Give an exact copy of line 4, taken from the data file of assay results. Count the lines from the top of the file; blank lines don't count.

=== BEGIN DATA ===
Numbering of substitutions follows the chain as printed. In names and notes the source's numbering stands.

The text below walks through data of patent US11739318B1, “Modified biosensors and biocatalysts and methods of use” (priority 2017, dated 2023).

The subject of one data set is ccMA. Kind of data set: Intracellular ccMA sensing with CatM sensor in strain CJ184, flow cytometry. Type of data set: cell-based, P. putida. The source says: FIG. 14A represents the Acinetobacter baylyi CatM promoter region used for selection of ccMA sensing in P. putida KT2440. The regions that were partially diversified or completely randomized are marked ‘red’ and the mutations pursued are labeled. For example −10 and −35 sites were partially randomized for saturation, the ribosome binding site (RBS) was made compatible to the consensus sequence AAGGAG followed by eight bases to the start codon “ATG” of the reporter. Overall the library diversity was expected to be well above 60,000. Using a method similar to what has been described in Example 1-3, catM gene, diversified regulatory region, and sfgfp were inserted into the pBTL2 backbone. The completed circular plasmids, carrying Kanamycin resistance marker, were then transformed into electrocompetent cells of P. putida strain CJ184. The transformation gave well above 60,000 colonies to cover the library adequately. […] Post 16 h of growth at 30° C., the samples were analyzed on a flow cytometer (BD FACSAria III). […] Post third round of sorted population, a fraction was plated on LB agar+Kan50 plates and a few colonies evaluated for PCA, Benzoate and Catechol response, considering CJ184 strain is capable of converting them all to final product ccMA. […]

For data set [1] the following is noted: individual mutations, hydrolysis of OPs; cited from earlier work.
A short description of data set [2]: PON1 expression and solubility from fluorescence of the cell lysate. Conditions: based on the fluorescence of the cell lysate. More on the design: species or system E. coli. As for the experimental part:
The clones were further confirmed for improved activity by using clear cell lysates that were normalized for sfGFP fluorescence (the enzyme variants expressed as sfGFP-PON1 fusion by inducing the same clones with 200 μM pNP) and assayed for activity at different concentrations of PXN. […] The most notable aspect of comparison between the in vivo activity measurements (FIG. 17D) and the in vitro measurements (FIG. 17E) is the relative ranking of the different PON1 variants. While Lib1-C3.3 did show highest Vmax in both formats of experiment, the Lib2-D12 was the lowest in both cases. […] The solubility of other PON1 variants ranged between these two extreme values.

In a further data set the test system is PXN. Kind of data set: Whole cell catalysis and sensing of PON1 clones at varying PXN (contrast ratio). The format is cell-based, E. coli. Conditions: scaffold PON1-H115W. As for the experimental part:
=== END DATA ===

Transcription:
For data set [1] the following is noted: individual mutations, hydrolysis of OPs; cited from earlier work.